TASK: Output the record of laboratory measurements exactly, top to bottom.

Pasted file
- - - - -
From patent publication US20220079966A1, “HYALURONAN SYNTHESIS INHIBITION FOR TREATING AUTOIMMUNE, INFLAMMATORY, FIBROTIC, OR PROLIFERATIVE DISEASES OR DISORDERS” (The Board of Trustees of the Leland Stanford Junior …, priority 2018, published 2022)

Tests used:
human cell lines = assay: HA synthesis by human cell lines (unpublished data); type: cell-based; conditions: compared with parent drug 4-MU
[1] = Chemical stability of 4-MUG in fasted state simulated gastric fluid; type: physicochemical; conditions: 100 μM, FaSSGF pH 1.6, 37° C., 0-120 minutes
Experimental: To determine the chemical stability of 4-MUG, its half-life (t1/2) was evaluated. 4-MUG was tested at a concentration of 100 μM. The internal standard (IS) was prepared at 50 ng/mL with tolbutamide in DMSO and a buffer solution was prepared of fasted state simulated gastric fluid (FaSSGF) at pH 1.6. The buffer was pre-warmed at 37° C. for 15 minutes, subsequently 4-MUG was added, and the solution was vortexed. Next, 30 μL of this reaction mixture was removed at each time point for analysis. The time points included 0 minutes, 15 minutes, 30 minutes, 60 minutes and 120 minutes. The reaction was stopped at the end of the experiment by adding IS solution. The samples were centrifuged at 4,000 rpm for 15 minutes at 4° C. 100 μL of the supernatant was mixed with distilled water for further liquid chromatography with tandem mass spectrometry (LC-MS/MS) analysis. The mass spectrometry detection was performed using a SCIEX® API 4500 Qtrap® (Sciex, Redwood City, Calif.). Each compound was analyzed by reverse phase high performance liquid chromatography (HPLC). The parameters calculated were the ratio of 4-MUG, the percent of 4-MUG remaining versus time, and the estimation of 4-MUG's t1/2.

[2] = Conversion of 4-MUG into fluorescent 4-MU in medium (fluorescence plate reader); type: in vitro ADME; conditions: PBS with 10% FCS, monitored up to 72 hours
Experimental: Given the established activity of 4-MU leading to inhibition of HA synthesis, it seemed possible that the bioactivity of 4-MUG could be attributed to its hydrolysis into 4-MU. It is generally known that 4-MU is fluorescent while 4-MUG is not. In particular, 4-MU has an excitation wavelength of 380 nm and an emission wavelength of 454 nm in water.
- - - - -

From patent publication US20220079966A1, “HYALURONAN SYNTHESIS INHIBITION FOR TREATING AUTOIMMUNE, INFLAMMATORY, FIBROTIC, OR PROLIFERATIVE DISEASES OR DISORDERS” (The Board of Trustees of the Leland Stanford Junior …, priority 2018, published 2022)

Tests used:
human cell lines = assay: HA synthesis by human cell lines (unpublished data); type: cell-based; conditions: compared with parent drug 4-MU
[1] = Chemical stability of 4-MUG in fasted state simulated gastric fluid; type: physicochemical; conditions: 100 μM, FaSSGF pH 1.6, 37° C., 0-120 minutes
Experimental: To determine the chemical stability of 4-MUG, its half-life (t1/2) was evaluated. 4-MUG was tested at a concentration of 100 μM. The internal standard (IS) was prepared at 50 ng/mL with tolbutamide in DMSO and a buffer solution was prepared of fasted state simulated gastric fluid (FaSSGF) at pH 1.6. The buffer was pre-warmed at 37° C. for 15 minutes, subsequently 4-MUG was added, and the solution was vortexed. Next, 30 μL of this reaction mixture was removed at each time point for analysis. The time points included 0 minutes, 15 minutes, 30 minutes, 60 minutes and 120 minutes. The reaction was stopped at the end of the experiment by adding IS solution. The samples were centrifuged at 4,000 rpm for 15 minutes at 4° C. 100 μL of the supernatant was mixed with distilled water for further liquid chromatography with tandem mass spectrometry (LC-MS/MS) analysis. The mass spectrometry detection was performed using a SCIEX® API 4500 Qtrap® (Sciex, Redwood City, Calif.). Each compound was analyzed by reverse phase high performance liquid chromatography (HPLC). The parameters calculated were the ratio of 4-MUG, the percent of 4-MUG remaining versus time, and the estimation of 4-MUG's t1/2.

[2] = Conversion of 4-MUG into fluorescent 4-MU in medium (fluorescence plate reader); type: in vitro ADME; conditions: PBS with 10% FCS, monitored up to 72 hours
Experimental: Given the established activity of 4-MU leading to inhibition of HA synthesis, it seemed possible that the bioactivity of 4-MUG could be attributed to its hydrolysis into 4-MU. It is generally known that 4-MU is fluorescent while 4-MUG is not. In particular, 4-MU has an excitation wavelength of 380 nm and an emission wavelength of 454 nm in water.